Soul, and Blues as well, are part of black heritage in the US; and to try and deny that is doing more harm than good. There is, in fact, Black Music and White Music. "Music is music" is a falsehood and erases culture.

    Of course "blue-eyed-soul" also attempts to segregate out Soul music into a Them/Us dynamic, which can be just as harmful. Hall & Oates play Soul Music, they happen to by a couple of white guys. Blue-eyed-soul, in its own way, tries to erase the heritage of the music they play. It's not a particularly good term to have around.

    Anyway, as said, it's not a Style in the database, but documenting it historically in use is what we do, and erasing it does no one any good. You can't erase history, but if you write it down you can remember it and strive to not repeat it.
  • massenmedium over 6 years ago

    massenmedium edited over 6 years ago
    ...........
  • massenmedium over 6 years ago

    massenmedium edited over 6 years ago
    ...........
  • massenmedium over 6 years ago

    massenmedium edited over 6 years ago
    ProfKolbi
    massenmedium [on ignore] and a tsk, tsk in loving memory of an ignorant-hillbilly-cracker-hard-to-talk-to-white people we are proud and privileged to have had as a rep of American-Appalachian culture to the world. Jean Ritchie (1922-2015) RIP.


    Perhaps those sensitive to clanging subtext would care to ponder why this person suddenly decided to drop a bizarre reference to a folk singer into this thread out of nowhere? I mean, huh?

    Cryptic, apparently unrelated but starting to look very, very defensive.
  • Jarren over 6 years ago

    Jarren edited over 6 years ago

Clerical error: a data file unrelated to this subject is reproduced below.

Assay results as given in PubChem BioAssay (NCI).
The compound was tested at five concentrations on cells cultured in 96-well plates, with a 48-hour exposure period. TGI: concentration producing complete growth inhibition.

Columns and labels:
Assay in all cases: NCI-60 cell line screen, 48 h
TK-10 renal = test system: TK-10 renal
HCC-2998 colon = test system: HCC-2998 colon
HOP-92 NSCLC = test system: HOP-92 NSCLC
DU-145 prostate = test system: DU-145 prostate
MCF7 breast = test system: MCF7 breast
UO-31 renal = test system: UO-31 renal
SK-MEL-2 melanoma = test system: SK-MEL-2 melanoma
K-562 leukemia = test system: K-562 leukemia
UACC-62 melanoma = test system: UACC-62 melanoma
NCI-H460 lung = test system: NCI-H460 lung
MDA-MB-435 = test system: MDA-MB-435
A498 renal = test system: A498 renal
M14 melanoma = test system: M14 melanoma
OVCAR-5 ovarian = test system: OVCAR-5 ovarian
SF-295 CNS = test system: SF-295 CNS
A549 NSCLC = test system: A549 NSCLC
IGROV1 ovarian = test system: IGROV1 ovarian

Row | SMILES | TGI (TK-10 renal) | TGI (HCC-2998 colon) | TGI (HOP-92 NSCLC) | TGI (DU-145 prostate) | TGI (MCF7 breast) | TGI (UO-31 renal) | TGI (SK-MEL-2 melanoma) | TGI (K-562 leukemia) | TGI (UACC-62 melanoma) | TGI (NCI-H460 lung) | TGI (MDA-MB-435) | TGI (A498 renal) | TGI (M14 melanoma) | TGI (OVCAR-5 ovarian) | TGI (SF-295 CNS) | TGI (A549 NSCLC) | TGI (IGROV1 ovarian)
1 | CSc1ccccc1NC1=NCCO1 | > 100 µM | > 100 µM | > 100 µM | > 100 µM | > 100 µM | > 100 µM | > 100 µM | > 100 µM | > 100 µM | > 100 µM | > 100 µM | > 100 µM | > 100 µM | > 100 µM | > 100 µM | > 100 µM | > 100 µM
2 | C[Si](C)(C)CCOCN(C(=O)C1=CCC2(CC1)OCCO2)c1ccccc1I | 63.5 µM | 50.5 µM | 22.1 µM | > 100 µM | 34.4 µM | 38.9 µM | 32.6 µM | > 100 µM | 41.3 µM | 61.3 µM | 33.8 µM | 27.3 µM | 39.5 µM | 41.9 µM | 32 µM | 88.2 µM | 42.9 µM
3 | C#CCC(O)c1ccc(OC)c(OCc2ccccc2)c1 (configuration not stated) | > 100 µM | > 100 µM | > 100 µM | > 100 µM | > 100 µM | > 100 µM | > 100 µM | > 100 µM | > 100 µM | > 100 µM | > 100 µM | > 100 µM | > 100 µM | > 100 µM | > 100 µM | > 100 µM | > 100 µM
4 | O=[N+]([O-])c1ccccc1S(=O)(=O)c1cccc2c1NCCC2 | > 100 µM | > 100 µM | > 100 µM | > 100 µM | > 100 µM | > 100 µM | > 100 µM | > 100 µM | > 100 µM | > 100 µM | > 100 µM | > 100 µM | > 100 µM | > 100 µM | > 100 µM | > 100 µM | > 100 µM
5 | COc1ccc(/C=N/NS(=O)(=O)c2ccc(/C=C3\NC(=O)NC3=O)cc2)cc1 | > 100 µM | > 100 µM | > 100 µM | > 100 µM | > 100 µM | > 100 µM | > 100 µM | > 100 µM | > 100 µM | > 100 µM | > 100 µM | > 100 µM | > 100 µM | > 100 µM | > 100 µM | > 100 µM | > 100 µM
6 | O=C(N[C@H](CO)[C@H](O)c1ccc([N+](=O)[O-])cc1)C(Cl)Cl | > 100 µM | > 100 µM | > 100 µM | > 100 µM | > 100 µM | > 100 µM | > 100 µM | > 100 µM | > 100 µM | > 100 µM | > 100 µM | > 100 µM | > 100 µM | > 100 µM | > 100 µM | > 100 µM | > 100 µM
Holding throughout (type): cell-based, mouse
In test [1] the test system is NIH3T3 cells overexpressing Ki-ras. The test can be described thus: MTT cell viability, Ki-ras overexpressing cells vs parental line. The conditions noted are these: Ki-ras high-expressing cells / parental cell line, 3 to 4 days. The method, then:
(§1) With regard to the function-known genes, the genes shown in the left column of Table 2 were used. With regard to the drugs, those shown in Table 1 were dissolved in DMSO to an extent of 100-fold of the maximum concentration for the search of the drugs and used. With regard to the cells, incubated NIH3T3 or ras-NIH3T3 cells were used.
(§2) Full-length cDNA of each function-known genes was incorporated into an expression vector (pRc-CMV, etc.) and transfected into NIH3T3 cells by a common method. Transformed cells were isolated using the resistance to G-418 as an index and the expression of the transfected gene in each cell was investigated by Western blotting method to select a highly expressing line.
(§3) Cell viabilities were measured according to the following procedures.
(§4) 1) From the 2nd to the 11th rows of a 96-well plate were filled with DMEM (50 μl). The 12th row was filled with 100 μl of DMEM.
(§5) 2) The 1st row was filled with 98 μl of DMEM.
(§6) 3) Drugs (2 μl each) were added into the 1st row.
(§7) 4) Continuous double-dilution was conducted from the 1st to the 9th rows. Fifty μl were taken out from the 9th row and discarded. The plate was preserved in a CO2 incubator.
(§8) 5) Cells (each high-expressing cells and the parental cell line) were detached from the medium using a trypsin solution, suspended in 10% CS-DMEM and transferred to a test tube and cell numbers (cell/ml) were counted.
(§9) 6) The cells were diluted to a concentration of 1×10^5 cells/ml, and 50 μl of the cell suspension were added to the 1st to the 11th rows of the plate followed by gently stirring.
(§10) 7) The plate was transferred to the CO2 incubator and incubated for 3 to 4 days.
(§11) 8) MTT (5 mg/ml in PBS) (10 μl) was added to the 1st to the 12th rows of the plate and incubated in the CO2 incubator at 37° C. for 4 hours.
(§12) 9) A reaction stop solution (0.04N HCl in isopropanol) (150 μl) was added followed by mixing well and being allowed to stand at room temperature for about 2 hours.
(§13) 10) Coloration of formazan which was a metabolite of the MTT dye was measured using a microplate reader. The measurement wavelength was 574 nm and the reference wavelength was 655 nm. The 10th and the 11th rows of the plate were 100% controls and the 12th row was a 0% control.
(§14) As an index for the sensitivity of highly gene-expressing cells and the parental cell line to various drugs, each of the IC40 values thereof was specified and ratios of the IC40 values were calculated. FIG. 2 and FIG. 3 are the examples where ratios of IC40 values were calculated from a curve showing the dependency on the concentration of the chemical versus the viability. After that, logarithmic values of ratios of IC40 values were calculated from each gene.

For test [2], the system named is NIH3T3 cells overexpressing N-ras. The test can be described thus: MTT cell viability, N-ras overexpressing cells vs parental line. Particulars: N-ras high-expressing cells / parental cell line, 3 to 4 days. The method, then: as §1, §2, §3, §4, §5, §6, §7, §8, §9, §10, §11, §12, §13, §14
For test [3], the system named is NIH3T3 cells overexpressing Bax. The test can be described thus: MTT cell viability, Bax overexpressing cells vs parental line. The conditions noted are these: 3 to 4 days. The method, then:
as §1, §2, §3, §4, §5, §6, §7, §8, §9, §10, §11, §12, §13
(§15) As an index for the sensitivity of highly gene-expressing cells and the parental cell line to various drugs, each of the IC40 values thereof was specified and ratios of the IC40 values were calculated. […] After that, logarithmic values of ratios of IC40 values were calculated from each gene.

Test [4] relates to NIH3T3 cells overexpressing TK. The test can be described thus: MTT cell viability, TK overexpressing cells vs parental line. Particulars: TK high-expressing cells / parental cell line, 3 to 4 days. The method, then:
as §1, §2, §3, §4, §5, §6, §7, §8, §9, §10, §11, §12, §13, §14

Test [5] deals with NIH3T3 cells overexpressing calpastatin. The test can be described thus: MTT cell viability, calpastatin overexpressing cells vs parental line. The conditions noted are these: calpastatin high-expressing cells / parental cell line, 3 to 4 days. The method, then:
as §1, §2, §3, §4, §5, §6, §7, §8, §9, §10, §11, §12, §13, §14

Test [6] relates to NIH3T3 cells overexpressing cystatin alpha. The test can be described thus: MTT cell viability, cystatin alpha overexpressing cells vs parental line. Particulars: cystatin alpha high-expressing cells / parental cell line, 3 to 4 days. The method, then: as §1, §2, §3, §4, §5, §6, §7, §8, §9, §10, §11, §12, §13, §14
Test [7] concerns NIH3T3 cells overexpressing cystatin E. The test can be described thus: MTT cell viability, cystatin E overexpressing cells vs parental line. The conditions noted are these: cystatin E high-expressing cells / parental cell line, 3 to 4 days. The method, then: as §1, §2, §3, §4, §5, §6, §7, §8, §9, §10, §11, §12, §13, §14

cellularsmoke
    There is, in fact, Black Music and White Music. "Music is music" is a falsehood and erases culture.


    What about Techno? Invented by a few black guys in Detroit yet appreciated & produced the world over, no matter what colour skin you have.
  • 7_Sea_Cods over 6 years ago

    ProfKolbi
    Isn't it ironic:

    “1 belief in or doctrine asserting racial differences in character, intelligence, etc.”

    “....good-men-project/why-its-so-hard-to-talk-to-white-people-about-racism...”


    No, not really.

    What is (sadly) ironic is that posting an article about white people's discomfort talking about racism has lead you to put massenmedium on ignore.
  • Bong over 6 years ago

    Jarren
    What about Techno? Invented by a few black guys in Detroit yet appreciated & produced the world over, no matter what colour skin you have.


    Ah, I remember the good old days of faceless techno. I was sure that Eddie Richards was a fat black fella when he in fact turned out to be a skinny white dude. And I was equally sure that Patrick Lindsey had fair skin. Maybe even red hair.

  • GroundHogPDX over 6 years ago

    GroundHogPDX edited over 6 years ago
    I don't even know what I'm doing posting in this thread, but it makes as much sense as anything, I reckon.

    When I was growing up in Minneapolis, an up-and coming local artist using the stage name "Prince" was initially unsuccessful in getting his music playing on the local black community radio station, KMOJ, because various programmers felt his music "wasn't black enough", or "didn't really fit" within the context of their programming.